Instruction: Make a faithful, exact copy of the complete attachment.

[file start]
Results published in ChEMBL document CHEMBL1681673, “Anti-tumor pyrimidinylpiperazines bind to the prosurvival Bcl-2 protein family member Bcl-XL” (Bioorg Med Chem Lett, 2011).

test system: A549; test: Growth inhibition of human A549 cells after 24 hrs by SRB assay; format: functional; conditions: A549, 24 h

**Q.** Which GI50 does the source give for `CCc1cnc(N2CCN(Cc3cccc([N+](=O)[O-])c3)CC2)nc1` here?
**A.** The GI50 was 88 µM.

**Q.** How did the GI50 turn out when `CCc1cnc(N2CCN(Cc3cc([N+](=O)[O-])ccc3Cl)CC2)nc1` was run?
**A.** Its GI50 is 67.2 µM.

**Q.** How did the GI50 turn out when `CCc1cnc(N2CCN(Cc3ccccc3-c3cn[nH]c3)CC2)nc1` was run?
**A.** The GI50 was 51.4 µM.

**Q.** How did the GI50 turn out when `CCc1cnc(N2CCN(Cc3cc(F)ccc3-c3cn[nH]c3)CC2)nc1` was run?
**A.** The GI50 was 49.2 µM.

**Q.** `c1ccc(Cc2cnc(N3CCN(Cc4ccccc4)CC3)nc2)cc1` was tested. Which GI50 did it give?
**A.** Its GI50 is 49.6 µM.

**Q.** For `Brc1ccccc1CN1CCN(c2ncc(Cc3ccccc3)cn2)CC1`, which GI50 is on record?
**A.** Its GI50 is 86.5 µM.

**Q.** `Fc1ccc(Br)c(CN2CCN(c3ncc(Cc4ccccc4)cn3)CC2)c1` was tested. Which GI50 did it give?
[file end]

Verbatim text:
Results published in ChEMBL document CHEMBL1681673, “Anti-tumor pyrimidinylpiperazines bind to the prosurvival Bcl-2 protein family member Bcl-XL” (Bioorg Med Chem Lett, 2011).

test system: A549; test: Growth inhibition of human A549 cells after 24 hrs by SRB assay; format: functional; conditions: A549, 24 h

**Q.** Which GI50 does the source give for `CCc1cnc(N2CCN(Cc3cccc([N+](=O)[O-])c3)CC2)nc1` here?
**A.** The GI50 was 88 µM.

**Q.** How did the GI50 turn out when `CCc1cnc(N2CCN(Cc3cc([N+](=O)[O-])ccc3Cl)CC2)nc1` was run?
**A.** Its GI50 is 67.2 µM.

**Q.** How did the GI50 turn out when `CCc1cnc(N2CCN(Cc3ccccc3-c3cn[nH]c3)CC2)nc1` was run?
**A.** The GI50 was 51.4 µM.

**Q.** How did the GI50 turn out when `CCc1cnc(N2CCN(Cc3cc(F)ccc3-c3cn[nH]c3)CC2)nc1` was run?
**A.** The GI50 was 49.2 µM.

**Q.** `c1ccc(Cc2cnc(N3CCN(Cc4ccccc4)CC3)nc2)cc1` was tested. Which GI50 did it give?
**A.** Its GI50 is 49.6 µM.

**Q.** For `Brc1ccccc1CN1CCN(c2ncc(Cc3ccccc3)cn2)CC1`, which GI50 is on record?
**A.** Its GI50 is 86.5 µM.

**Q.** `Fc1ccc(Br)c(CN2CCN(c3ncc(Cc4ccccc4)cn3)CC2)c1` was tested. Which GI50 did it give?